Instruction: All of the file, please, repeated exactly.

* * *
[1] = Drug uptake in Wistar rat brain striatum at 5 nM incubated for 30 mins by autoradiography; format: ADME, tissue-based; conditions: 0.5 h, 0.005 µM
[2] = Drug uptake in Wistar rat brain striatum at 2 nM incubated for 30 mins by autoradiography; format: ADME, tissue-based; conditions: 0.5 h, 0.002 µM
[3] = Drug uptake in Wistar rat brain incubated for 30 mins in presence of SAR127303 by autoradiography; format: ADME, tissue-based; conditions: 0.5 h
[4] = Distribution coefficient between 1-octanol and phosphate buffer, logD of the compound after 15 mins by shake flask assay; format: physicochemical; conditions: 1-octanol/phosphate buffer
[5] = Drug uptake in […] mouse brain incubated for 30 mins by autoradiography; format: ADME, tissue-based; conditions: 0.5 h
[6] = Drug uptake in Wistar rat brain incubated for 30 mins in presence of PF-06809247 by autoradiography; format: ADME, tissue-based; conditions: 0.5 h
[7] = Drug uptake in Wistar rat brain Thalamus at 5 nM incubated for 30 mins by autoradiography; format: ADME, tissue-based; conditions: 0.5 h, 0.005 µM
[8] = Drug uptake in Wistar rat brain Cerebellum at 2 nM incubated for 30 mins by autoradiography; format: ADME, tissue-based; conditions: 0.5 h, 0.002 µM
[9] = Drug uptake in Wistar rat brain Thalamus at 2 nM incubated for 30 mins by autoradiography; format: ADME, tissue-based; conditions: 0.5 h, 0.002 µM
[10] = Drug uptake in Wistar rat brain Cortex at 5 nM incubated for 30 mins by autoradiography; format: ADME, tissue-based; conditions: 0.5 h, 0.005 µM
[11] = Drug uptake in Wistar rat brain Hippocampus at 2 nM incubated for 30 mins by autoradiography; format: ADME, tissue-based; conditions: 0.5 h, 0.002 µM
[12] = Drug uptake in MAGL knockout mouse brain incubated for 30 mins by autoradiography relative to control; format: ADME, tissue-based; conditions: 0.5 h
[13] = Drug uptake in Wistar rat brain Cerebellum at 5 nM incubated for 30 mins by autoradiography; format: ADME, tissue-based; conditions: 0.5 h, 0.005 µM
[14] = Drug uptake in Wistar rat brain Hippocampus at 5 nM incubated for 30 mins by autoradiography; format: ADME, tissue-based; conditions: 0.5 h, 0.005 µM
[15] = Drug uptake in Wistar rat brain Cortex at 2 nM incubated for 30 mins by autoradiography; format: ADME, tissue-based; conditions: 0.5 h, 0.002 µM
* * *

[1] = Drug uptake in Wistar rat brain striatum at 5 nM incubated for 30 mins by autoradiography; format: ADME, tissue-based; conditions: 0.5 h, 0.005 µM
[2] = Drug uptake in Wistar rat brain striatum at 2 nM incubated for 30 mins by autoradiography; format: ADME, tissue-based; conditions: 0.5 h, 0.002 µM
[3] = Drug uptake in Wistar rat brain incubated for 30 mins in presence of SAR127303 by autoradiography; format: ADME, tissue-based; conditions: 0.5 h
[4] = Distribution coefficient between 1-octanol and phosphate buffer, logD of the compound after 15 mins by shake flask assay; format: physicochemical; conditions: 1-octanol/phosphate buffer
[5] = Drug uptake in […] mouse brain incubated for 30 mins by autoradiography; format: ADME, tissue-based; conditions: 0.5 h
[6] = Drug uptake in Wistar rat brain incubated for 30 mins in presence of PF-06809247 by autoradiography; format: ADME, tissue-based; conditions: 0.5 h
[7] = Drug uptake in Wistar rat brain Thalamus at 5 nM incubated for 30 mins by autoradiography; format: ADME, tissue-based; conditions: 0.5 h, 0.005 µM
[8] = Drug uptake in Wistar rat brain Cerebellum at 2 nM incubated for 30 mins by autoradiography; format: ADME, tissue-based; conditions: 0.5 h, 0.002 µM
[9] = Drug uptake in Wistar rat brain Thalamus at 2 nM incubated for 30 mins by autoradiography; format: ADME, tissue-based; conditions: 0.5 h, 0.002 µM
[10] = Drug uptake in Wistar rat brain Cortex at 5 nM incubated for 30 mins by autoradiography; format: ADME, tissue-based; conditions: 0.5 h, 0.005 µM
[11] = Drug uptake in Wistar rat brain Hippocampus at 2 nM incubated for 30 mins by autoradiography; format: ADME, tissue-based; conditions: 0.5 h, 0.002 µM
[12] = Drug uptake in MAGL knockout mouse brain incubated for 30 mins by autoradiography relative to control; format: ADME, tissue-based; conditions: 0.5 h
[13] = Drug uptake in Wistar rat brain Cerebellum at 5 nM incubated for 30 mins by autoradiography; format: ADME, tissue-based; conditions: 0.5 h, 0.005 µM
[14] = Drug uptake in Wistar rat brain Hippocampus at 5 nM incubated for 30 mins by autoradiography; format: ADME, tissue-based; conditions: 0.5 h, 0.005 µM
[15] = Drug uptake in Wistar rat brain Cortex at 2 nM incubated for 30 mins by autoradiography; format: ADME, tissue-based; conditions: 0.5 h, 0.002 µM